Over one year ago, I decided to buy a new notebook computer for use with ham radio and other personal projects. In the past, I’ve been a typical user of Microsoft products, including Windows, MS Office, Internet Explorer, etc. The Open Source movement has been interesting to me and I often wondered about using some of these free software programs.
I bought an HP/Compaq Presario 2200 computer and proceeded to load it with “free” software. I was on a quest to determine how far I could go without paying a cent for software. My basic rules were:
- Don’t pay anything for software
- Avoid free braindead software that forces you to upgrade to the premium ver$ion
- Don’t cheat the system by using hacked software
The first decision I encountered was whether to use Linux or Windows XP. The computer came loaded with Windows XP, so I considered that “free”. I have used technical computers with the Unix operating system at work, so I am still tempted to bring up a Linux system here at home. For now, I decided to stick with Windows since there is quite a bit of freeware available on that OS and it was already installed.
From the OpenOffice.org web page:
OpenOffice.org is a multiplatform and multilingual office suite and an open-source project. Compatible with all other major office suites, the product is free to download, use, and distribute.
I had high hopes for OpenOffice and it is a reasonably good piece of software. I had used MS Word for many years (currently using Word 2003) and was pretty much a power user of that software. The word processor portion of OpenOffice (OpenOffice Writer) has enough features to compete with Word and even has a few advantages such as outputting in pdf format. I lived without Word on my new PC for about 7 months and only used OpenOffice. Ultimately, I had to give in and install Word. There were just too many places where OpenOffice was not quite compatible with the industry standard. Graphics inserted into documents would mysteriously get mangled or would print incorrectly when transferred to Word. Word is the defacto standard so OpenOffice is, by definition, incompatible. Frankly, my life got much simpler after installing Word. For users that don’t care about Word compatibility, I can highly recommend OpenOffice.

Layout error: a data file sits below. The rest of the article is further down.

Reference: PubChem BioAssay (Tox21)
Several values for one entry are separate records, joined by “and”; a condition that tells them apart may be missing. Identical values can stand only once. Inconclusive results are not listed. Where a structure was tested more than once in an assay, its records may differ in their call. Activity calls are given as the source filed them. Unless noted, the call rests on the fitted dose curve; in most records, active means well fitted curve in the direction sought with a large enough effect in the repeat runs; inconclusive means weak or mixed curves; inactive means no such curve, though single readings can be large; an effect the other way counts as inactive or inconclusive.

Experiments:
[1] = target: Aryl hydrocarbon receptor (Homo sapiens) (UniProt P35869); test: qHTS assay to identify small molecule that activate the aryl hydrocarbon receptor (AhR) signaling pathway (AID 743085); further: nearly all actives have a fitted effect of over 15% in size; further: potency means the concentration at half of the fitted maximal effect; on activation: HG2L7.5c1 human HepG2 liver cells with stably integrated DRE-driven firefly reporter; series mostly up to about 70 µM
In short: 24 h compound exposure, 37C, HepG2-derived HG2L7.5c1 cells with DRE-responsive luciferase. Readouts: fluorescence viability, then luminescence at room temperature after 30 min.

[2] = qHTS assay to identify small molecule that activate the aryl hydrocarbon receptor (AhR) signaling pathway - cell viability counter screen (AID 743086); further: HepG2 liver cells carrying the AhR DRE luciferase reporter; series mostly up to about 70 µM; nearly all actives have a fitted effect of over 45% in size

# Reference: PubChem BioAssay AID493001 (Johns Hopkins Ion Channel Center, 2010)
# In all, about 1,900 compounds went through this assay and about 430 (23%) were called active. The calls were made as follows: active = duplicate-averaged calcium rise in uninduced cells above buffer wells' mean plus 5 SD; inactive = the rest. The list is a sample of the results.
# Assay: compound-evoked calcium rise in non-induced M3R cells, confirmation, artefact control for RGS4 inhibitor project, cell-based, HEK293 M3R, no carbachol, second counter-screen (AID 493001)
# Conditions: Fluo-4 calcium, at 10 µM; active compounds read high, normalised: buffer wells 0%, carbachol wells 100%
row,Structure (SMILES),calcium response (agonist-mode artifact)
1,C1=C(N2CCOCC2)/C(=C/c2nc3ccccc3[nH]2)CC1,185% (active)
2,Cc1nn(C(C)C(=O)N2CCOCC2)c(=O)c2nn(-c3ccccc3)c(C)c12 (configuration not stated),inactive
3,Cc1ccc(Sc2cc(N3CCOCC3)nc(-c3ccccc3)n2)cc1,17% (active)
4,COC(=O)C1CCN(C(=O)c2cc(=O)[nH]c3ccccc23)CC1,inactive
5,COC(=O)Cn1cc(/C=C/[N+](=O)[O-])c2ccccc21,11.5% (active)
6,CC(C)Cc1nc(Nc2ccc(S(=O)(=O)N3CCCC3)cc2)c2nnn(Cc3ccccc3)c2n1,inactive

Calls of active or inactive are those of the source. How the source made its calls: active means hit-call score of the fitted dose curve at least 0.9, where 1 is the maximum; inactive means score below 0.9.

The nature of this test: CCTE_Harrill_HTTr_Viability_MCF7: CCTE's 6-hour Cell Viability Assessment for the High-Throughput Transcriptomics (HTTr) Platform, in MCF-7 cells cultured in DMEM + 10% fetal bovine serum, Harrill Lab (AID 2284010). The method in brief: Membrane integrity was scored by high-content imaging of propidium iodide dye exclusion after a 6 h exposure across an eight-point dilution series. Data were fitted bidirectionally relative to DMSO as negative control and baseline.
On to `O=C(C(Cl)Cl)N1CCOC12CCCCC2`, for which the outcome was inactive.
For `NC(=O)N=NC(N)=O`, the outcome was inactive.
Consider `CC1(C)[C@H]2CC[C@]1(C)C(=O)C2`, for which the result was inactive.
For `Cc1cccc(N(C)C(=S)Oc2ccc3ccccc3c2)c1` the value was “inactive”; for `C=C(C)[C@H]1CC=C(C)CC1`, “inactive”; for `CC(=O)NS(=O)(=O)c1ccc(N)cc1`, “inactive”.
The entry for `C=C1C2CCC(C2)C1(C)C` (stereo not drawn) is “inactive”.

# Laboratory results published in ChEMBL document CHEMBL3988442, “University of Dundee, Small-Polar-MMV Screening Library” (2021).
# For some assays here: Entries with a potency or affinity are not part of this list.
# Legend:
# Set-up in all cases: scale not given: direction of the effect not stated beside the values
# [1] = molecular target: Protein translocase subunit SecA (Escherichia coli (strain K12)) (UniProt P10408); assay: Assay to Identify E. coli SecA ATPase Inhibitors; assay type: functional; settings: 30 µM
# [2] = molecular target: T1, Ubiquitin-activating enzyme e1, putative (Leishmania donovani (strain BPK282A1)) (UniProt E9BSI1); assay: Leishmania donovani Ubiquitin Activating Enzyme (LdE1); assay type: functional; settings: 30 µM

While the compatibility issues of the OpenOffice word processor are kind of a problem, the OpenOffice spreadsheet is a real mess. The feature set and user interface is quite different from Excel and is a distant second in terms of overall functionality. Fortunately, my spreadsheet usage is very basic, so I have been able to just live with OpenOffice.
Overall, I give OpenOffice a “B-” grade.
My experience with Firefox, the web browser, has been excellent. I am very happy with version 1.5 and look forward to 2.0. The tabbed interface and the extensions that are available are a real plus. Also, there have been fewer security problems with Firefox compared to Internet Explorer.
Overall, I give Firefox an “A” grade.
I am on version 1.5 of Thunderbird and continue to be very impressed. This email client is quite flexible in handling multiple pop accounts and supports extensions and themes. See Why You Should Use the Mozilla Thunderbird E-Mail Program. My only complaint on Thunderbird is that its spam filtering could be better. I don’t know that this is a ding on Thunderbird in that spam is a continuing challenge for everyone. Still, I’d say having a stronger spam filter is the best thing they could do to improve the email client.
Overall, I give Thunderbird an “A” grade.
What other free software do I have on my PC? There are quite a few ham radio software packages out there, many of them free: EchoLink (ham radio voice-over-IP), Morse Runner (CW contest simulator), MorseGen (generate Morse code on your PC), WinMorse (converts text to Morse code audio file), SatScape (satellite tracking software) and UI-View (APRS software).
What are your favorite free software packages?
73, Bob K0NR